# Sunscreens

Weekend open thread: summer safety edition

This thread is for anything political or non-political on your mind this weekend. A few safety-related stories caught my attention.

There was a terrible tragedy in Pella as two teenage boys who couldn’t swim drowned during a summer camp outing at the Pella Aquatic Center. Here’s more on one of the boys. The drownings happened in the evening, and the underwater lights in the deep end of the pool hadn’t been working. A lawsuit is pending on that. In addition, the camp organizers didn’t bring waivers to the pool for the party. If they had, someone might have realized that the parents had noted on the waivers that their boys could not swim.

On a related note, “drowning doesn’t look like drowning.” Also, you should always wear flotation devices when boating or working near cold water, even if you think you are a good swimmer.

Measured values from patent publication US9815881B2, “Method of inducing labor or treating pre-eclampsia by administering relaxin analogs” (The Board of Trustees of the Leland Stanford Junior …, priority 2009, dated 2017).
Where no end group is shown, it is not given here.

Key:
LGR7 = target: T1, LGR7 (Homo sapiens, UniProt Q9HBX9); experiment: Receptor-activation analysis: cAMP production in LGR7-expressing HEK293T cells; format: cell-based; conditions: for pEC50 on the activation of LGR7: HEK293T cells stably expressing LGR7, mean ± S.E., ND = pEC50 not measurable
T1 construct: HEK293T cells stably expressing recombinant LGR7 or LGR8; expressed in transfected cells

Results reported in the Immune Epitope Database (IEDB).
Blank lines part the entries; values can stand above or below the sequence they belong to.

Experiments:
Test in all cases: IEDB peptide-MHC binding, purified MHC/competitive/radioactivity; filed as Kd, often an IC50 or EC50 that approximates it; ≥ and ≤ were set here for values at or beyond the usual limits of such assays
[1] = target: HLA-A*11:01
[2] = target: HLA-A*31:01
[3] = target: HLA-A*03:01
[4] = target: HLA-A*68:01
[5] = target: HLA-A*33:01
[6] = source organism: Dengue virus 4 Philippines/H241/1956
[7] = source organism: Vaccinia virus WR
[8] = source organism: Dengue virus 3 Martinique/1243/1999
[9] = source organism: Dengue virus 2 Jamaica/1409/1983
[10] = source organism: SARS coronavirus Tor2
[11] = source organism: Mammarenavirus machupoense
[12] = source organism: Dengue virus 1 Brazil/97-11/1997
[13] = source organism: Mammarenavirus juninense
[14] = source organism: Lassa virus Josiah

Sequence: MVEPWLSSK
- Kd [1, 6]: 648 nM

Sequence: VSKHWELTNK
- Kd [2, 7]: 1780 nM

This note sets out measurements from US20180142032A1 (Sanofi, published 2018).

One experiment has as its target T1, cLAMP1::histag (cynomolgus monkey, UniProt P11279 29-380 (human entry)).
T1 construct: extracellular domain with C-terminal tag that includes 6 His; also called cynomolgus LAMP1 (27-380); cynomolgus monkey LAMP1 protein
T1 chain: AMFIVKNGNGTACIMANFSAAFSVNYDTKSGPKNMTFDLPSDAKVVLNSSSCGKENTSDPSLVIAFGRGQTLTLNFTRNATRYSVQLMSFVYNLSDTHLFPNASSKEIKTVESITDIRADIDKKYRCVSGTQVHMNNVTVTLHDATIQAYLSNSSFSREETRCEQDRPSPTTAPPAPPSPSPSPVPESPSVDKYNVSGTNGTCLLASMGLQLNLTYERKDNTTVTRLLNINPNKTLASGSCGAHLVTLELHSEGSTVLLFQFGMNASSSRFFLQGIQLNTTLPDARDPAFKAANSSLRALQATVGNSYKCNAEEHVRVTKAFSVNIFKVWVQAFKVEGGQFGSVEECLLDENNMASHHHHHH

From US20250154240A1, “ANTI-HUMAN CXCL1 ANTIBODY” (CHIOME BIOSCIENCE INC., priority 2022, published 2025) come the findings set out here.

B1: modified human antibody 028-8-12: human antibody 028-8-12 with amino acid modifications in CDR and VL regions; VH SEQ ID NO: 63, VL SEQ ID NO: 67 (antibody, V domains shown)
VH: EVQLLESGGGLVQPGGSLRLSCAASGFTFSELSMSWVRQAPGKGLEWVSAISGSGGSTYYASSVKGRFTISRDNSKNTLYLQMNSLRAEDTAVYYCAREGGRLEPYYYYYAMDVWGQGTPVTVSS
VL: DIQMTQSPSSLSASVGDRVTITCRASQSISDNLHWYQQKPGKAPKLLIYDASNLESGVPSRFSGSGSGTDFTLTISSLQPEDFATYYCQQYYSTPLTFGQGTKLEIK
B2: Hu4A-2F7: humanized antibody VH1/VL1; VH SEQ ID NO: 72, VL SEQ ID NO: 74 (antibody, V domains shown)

The New York Times’ room for debate blog ran a good post earlier this month about “what we still don’t know about sunscreens.” It’s confusing to navigate this territory as a parent, because while sunburns can cause real and long-term damage, sunscreens somewhat reduce the amount of vitamin D our bodies produce. I have mostly kept my kids out of the sun during the intense hours of the day and let them play outside for long stretches after 4 pm. Sunscreen isn’t recommended for young babies, so it’s better to keep them out of the sun or covered up if you absolutely need to be outside during the prime hours for sunburns. The Mayo Clinic posts these guidelines for sunscreen use.

The Environmental Working Group’s online database on sunscreen safety and effectiveness is an excellent resource.

The floor is yours.

UPDATE: Democratic candidate Chris Hall (Iowa House district 2 in Sioux City) was out door-knocking today when the heat index was 104. Stay hydrated, hard-working Dems!